A Michigan woman and her daughters were refused service at a Westland Golden Corral because the manager was frightened by their genetic skin condition, according to a lawsuit filed by federal prosecutors.
If the facts played out as the mother and daughters allege, than the restaurant manager who refused service violated the Americans With Disabilities Act.
We regularly work with the Americans With Disabilities Act. Although it is most often in an employment law context, we thought this was an interest application of the statute and thus was worthy of a post.
The woman and her daughters have epidermolysis bullosa, a condition that creates unsightly (but not contagious) blisters on the skin. They were waiting for the wife’s husband at the Golden Corral on May 23, 2011 when the restaurant’s manager came over and told them they would have to leave because they were making other customers uncomfortable.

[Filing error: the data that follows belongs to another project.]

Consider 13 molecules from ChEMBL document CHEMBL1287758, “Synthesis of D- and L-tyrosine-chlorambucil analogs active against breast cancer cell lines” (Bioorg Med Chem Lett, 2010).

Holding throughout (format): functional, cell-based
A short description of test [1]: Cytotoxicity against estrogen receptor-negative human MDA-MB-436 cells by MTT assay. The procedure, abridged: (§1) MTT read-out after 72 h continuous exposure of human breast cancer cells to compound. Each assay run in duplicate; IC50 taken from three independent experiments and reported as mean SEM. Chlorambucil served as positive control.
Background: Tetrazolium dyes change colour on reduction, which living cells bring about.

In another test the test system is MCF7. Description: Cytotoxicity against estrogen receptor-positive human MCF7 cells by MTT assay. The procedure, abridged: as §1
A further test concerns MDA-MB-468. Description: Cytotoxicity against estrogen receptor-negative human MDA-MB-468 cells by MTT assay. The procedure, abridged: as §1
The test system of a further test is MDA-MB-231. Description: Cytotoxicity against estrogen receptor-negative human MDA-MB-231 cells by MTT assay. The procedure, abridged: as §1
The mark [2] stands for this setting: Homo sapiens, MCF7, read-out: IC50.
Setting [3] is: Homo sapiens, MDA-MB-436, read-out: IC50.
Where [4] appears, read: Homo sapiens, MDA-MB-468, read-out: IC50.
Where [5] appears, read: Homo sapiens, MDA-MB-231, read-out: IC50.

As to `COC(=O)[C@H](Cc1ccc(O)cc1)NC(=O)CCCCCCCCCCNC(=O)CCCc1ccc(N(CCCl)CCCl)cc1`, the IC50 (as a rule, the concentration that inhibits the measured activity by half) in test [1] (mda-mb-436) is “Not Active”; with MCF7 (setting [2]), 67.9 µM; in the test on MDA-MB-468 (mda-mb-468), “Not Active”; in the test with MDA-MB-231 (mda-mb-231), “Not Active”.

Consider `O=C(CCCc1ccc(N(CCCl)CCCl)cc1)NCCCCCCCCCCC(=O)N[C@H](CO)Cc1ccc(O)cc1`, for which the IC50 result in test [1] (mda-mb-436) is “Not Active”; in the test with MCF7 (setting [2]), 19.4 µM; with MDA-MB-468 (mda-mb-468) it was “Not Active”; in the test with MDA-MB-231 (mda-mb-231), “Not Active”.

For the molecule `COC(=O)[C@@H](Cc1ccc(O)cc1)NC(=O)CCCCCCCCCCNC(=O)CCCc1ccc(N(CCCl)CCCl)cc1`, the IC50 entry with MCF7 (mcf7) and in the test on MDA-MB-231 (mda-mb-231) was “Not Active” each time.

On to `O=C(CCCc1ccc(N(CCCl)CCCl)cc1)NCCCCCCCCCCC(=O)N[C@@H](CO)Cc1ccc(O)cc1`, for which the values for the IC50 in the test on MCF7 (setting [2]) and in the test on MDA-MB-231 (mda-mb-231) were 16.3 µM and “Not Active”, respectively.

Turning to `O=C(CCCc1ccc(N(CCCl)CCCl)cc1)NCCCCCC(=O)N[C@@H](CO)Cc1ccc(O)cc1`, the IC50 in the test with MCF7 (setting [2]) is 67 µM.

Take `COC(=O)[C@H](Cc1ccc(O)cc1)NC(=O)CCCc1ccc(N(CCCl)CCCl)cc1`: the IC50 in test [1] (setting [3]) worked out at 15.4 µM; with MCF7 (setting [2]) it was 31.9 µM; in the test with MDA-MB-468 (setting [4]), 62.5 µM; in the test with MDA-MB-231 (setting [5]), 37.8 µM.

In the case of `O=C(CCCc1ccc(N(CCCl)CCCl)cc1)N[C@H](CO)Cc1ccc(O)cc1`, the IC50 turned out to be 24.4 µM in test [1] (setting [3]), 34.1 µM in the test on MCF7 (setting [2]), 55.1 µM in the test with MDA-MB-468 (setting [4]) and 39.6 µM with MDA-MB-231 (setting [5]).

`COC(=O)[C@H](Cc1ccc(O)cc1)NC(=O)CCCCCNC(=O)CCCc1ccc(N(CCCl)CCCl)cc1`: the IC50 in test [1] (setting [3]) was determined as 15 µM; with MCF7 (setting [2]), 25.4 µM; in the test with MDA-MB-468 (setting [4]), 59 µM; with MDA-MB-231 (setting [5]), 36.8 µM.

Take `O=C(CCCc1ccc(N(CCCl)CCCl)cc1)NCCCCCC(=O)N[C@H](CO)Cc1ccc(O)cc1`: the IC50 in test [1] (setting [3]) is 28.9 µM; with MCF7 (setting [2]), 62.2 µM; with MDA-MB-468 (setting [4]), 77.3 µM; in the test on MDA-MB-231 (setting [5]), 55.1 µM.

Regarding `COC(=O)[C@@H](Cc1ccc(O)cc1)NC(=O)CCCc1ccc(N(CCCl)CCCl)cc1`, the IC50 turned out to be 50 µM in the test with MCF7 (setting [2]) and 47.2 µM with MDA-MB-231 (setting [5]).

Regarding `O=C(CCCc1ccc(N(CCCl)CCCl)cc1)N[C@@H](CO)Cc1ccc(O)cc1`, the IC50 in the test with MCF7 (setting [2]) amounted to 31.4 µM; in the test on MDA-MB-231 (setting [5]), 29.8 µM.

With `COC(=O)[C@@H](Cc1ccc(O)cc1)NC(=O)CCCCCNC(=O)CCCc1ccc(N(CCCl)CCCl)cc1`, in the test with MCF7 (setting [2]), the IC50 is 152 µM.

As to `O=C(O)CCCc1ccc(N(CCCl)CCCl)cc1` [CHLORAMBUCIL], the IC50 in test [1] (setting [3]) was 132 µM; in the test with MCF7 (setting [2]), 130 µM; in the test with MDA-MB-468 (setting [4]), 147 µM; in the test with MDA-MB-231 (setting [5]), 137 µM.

The woman tried to explain her condition, but it was to no avail. Eventually, the restaurant owner called the police on the woman and her children.
The lawsuit is seeking “an end to such activities” and damages for the family. Gold Corral has not commented publicly on the lawsuit.
The Americans With Disabilities Act is one of the most important piece of federal legislation when it comes to protecting the rights of people who are sick, hurt or otherwise in need of special consideration. If what the family in this case is alleging is true, we wish them all the best in their case.
Source: Detroit Free Press, “Westland restaurant faces suit over alleged mistreatment of customers with skin condition,” Robin Erb, Feb. 20, 2013